A Different Chandler

81G-c5wkFJL._AA1500_A few weeks ago, Turner Movie Classics aired the 1971 noir film, Chandler, starring Leslie Caron and Warren Oates, a tie-in perhaps with the its release as a new Warner Archive DVD .  As one of the log lines describes it: “A private eye (Oates)   is hired to follow a mobster’s former mistress (Caron).”  Several notable noir icons are present, including Gloria Grahame, Charles McGraw and Royal Dano.  What is left unsaid is that the script used the same basic outline as Raymond Chandler’s final completed work, PLAYBACK.

The movie does not live up to its promise. But, for me at least, it holds fond memories. I’d been a resident of Southern California for about a week when I became marginally involved in its production.

Caron and Laughlin

Caron and Laughlin

A few film notes: its producer, Michael Laughlin, had put together several very successful films in London, and was married to it star, Leslie Caron.  Paul Magwood was a first-time director. The fledgling screenwriter was John Sacret Young, who would later win an assortment of awards and accumulate lots of loot for creating and producing the television series, CHINA BEACH. The script was not an official adaptation of PLAYBACK, but, by naming the private eye Chandler and then releasing the movie with that title, they were not exactly hiding its source. An homage, then.


Through a friend of Magwood’s, I got to sit in on meetings, meet the participants and even appear as an extra in a sequence at the art deco train station in downtown L.A. where Oates, as Chandler, follows Caron, the female in jeopardy. All great fun, and fascinating. But it wasn’t exactly putting food on my table.

As I went on to writing jobs that were lucrative, if not as entertaining, I followed the film’s progress in the trade publications. There was a screening of the rough cut that the then head of the studio, James Aubrey, didn’t like at all. He ordered changes, clarifications. He didn’t like those either.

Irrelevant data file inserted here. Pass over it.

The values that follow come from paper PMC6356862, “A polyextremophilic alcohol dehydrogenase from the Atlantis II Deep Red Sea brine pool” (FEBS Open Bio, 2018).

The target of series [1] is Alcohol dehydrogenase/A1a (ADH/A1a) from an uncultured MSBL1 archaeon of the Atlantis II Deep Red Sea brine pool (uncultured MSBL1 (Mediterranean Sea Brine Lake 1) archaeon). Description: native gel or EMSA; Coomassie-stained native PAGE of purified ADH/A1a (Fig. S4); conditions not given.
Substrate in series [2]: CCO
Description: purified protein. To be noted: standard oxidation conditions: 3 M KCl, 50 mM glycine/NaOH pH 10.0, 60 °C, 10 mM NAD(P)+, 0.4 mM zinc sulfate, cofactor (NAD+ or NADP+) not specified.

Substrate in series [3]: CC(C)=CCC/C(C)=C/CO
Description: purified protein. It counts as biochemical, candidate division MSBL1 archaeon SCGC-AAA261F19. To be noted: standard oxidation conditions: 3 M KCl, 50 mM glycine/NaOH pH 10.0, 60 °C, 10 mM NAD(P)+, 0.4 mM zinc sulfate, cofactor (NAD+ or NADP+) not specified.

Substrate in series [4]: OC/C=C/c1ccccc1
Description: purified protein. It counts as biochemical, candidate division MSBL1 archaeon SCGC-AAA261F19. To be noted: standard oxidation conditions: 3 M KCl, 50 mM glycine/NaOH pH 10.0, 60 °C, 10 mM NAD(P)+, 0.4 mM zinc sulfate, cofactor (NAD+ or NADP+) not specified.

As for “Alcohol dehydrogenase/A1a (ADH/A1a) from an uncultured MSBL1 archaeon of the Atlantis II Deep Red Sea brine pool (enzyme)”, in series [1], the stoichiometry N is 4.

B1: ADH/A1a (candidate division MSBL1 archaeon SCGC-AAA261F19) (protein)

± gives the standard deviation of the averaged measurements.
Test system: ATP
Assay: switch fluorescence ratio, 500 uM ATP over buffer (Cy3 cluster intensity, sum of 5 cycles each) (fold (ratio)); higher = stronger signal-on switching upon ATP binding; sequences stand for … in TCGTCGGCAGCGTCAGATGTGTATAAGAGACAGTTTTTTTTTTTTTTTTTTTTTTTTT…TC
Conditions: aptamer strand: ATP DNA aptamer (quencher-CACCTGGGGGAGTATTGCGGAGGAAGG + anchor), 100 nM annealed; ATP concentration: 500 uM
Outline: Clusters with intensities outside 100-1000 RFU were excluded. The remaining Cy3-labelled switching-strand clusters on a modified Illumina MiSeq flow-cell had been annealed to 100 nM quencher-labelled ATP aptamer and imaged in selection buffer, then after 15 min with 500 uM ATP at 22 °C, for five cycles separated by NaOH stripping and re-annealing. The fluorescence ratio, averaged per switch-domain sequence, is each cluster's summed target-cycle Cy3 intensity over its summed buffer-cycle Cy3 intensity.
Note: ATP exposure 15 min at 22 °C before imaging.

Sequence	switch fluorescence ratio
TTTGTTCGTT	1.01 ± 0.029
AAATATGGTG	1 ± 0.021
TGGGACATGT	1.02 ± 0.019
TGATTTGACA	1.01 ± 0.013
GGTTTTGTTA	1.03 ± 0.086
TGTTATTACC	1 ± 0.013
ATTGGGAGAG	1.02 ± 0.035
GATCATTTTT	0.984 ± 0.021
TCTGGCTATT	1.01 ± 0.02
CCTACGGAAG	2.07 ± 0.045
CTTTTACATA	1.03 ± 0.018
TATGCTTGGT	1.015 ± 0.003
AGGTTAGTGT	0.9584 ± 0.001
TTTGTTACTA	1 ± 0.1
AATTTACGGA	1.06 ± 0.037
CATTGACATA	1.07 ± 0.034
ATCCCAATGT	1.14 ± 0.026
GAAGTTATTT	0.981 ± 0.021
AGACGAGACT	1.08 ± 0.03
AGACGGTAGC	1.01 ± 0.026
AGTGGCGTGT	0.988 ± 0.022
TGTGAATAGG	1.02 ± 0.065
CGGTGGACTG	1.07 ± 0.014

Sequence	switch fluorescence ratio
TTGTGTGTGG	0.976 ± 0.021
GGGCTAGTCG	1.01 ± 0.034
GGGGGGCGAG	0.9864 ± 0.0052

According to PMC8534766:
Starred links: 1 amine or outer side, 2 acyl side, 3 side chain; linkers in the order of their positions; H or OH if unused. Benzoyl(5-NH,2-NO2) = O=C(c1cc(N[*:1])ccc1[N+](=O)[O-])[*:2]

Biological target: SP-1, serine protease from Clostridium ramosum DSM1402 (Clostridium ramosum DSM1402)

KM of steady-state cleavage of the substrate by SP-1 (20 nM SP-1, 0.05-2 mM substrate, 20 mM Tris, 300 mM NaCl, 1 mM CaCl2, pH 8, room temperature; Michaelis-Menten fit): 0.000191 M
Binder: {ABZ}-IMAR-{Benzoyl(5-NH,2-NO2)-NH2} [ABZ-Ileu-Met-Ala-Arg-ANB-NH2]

Finally, one morning when Magwood showed up at the studio with his editor, he discovered that Aubrey had locked up the film. He, his editor and Laughlin had lost control of their film. It was cut and reshaped by nameless others. A subplot was shot and inserted. Key bits of dialogue were deleted.

James T. Aubrey, known fondly as The Smiling Cobra

James T. Aubrey, known fondly as The Smiling Cobra

Laughlin and Magwood took out an ad in the trades telling other filmmakers to beware of Aubrey.  This did not endear them to the studio head.  The film, released on the bottom half of a double bill, was not an overwhelming hit.  It nipped Magwood’s directing career in the bud, severely damaged Caron’s and Laughlin’s standing and curtailed Oates’ chances of moving up from notable character actor to leading man.

Would the movie have been better received if Aubrey had allowed it to be released in its original state? Who knows.  As it is, some reviews consider it a precursor to Robert Altman’s THE LONG GOODBYE (itself not a hit at the box office, but at least a succes d’estime), with praise for its “lack of cinematic grandeur,” and with  nods to Oates’ performance.  1881532,+6sTjxPRUGCafxHS2Ex3GdyjlOstrrF97fLDbVcay+5+CslGxWUiU0buAB4vkKKZ_Y_G7SGC1csBlRG_nSOviw==

In any case, shortly after its release, Aubrey was unceremoniously given his walking papers from the studio.


I doubt any of them thought too fondly of CHANDLER. But I do. Because of it, I became friends with Michael Laughlin. Many years later, while working on one of his film projects, I spent the winter at St. Barth’s with him and his new family. The latter included a bright and pleasantly precocious twelve-year-old girl who became the inspiration for the teenage sleuth Serendipity Dahlquist in the mystery that launched my career as a novelist SLEEPING DOG.sleeping_dog_scroll

Hooray for Hollywood!

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